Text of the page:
United Airlines is trimming its schedule to address a surge in sick calls among employees, CEO Scott Kirby told employees.
Elijah Nouvelage | Bloomberg | Getty Images
U.S. airlines canceled thousands of flights over the year-end holidays through early this year due to Covid infections among crews and a series of winter storms. United first cut some flights before Christmas.
JetBlue Airways was the first carrier to cut back its January schedule because of a surge in infection rates among crews, which was later followed by Alaska Airlines. American Airlines said it would do the same this week as Covid rates climbed among regional carriers.
Kirby said in a memo published on the company’s website Monday that United is “reducing our near-term schedules to make sure we have the staffing and resources to take care of customers.” A spokeswoman on Tuesday declined to say how many flights the carrier is canceling.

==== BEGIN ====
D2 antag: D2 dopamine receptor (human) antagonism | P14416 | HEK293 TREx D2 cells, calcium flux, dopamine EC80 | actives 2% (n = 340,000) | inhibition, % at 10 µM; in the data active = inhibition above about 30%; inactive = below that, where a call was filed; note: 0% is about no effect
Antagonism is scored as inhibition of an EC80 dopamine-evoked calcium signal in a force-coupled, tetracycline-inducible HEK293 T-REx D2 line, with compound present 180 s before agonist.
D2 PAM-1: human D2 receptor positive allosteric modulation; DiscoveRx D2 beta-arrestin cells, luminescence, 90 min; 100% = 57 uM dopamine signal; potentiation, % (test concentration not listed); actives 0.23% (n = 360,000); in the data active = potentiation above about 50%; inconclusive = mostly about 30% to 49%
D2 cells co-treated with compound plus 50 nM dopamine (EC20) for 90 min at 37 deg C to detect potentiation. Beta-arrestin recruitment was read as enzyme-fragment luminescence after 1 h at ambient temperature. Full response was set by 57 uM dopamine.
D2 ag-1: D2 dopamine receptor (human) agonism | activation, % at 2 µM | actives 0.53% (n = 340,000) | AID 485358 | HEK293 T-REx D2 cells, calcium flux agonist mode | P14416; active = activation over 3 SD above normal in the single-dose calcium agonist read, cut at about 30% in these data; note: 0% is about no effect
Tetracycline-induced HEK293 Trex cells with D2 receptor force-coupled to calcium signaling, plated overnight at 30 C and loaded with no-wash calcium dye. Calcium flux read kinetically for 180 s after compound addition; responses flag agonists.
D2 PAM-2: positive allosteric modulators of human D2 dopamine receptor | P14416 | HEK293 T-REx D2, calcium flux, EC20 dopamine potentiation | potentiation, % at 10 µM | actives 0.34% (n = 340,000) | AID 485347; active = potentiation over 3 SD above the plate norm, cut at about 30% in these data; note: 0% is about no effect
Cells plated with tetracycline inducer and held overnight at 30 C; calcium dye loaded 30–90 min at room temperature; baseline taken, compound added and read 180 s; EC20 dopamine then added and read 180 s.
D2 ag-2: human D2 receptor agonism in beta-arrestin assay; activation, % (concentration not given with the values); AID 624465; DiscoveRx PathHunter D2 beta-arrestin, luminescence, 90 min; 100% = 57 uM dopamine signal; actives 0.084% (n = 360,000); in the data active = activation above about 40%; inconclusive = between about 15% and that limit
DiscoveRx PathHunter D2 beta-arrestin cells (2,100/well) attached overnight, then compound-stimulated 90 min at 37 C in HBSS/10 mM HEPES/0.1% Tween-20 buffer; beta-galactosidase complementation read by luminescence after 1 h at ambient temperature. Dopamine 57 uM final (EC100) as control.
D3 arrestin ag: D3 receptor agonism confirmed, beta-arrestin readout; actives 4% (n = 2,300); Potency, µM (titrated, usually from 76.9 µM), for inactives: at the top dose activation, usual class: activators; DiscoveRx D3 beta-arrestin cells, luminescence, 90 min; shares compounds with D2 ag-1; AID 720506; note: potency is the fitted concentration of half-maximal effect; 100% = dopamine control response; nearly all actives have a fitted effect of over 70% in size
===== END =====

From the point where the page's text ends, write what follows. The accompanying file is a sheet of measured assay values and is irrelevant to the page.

The adjustments are the latest move by an airline to cope with the rapid spread of the omicron variant.
United has about 3,000 workers who are currently positive for Covid, Kirby said in the staff memo. That is about 4% of its U.S. workforce.
“Just as an example, in one day alone at Newark [New Jersey], nearly one-third of our workforce called out sick,” Kirby said. He said that none of the carrier’s vaccinated employees, which make up more than 96% of its staff, are hospitalized and that it hasn’t had a Covid-related death among inoculated employees in eight weeks.
United on Dec. 31 offered triple pay for pilots to pick up trips through most of January. The pilots’ union said sick calls among aviators were at a record. Southwest Airlines also gave pilots incentive pay for this month.
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